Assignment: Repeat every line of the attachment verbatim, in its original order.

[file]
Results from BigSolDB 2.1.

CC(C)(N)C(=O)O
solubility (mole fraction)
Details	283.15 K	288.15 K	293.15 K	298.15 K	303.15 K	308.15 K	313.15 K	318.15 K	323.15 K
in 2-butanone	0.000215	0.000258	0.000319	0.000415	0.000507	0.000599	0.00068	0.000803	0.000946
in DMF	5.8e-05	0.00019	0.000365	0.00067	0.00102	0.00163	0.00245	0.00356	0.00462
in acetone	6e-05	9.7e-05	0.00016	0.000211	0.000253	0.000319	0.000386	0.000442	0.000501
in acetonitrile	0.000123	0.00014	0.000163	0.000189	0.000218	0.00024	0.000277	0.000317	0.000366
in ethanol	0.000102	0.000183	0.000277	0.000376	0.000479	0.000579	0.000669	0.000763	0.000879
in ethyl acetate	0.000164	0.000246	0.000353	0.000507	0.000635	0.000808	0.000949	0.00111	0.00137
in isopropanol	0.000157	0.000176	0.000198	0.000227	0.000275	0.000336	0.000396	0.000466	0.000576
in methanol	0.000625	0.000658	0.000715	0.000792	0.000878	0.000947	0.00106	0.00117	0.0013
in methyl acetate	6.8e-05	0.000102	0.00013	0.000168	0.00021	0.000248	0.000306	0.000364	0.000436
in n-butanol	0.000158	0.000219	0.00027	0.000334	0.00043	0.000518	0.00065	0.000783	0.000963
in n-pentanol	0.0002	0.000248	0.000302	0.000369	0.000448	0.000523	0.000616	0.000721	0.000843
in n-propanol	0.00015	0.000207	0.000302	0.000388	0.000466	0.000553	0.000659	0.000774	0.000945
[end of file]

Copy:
Results from BigSolDB 2.1.

CC(C)(N)C(=O)O
solubility (mole fraction)
Details	283.15 K	288.15 K	293.15 K	298.15 K	303.15 K	308.15 K	313.15 K	318.15 K	323.15 K
in 2-butanone	0.000215	0.000258	0.000319	0.000415	0.000507	0.000599	0.00068	0.000803	0.000946
in DMF	5.8e-05	0.00019	0.000365	0.00067	0.00102	0.00163	0.00245	0.00356	0.00462
in acetone	6e-05	9.7e-05	0.00016	0.000211	0.000253	0.000319	0.000386	0.000442	0.000501
in acetonitrile	0.000123	0.00014	0.000163	0.000189	0.000218	0.00024	0.000277	0.000317	0.000366
in ethanol	0.000102	0.000183	0.000277	0.000376	0.000479	0.000579	0.000669	0.000763	0.000879
in ethyl acetate	0.000164	0.000246	0.000353	0.000507	0.000635	0.000808	0.000949	0.00111	0.00137
in isopropanol	0.000157	0.000176	0.000198	0.000227	0.000275	0.000336	0.000396	0.000466	0.000576
in methanol	0.000625	0.000658	0.000715	0.000792	0.000878	0.000947	0.00106	0.00117	0.0013
in methyl acetate	6.8e-05	0.000102	0.00013	0.000168	0.00021	0.000248	0.000306	0.000364	0.000436
in n-butanol	0.000158	0.000219	0.00027	0.000334	0.00043	0.000518	0.00065	0.000783	0.000963
in n-pentanol	0.0002	0.000248	0.000302	0.000369	0.000448	0.000523	0.000616	0.000721	0.000843
in n-propanol	0.00015	0.000207	0.000302	0.000388	0.000466	0.000553	0.000659	0.000774	0.000945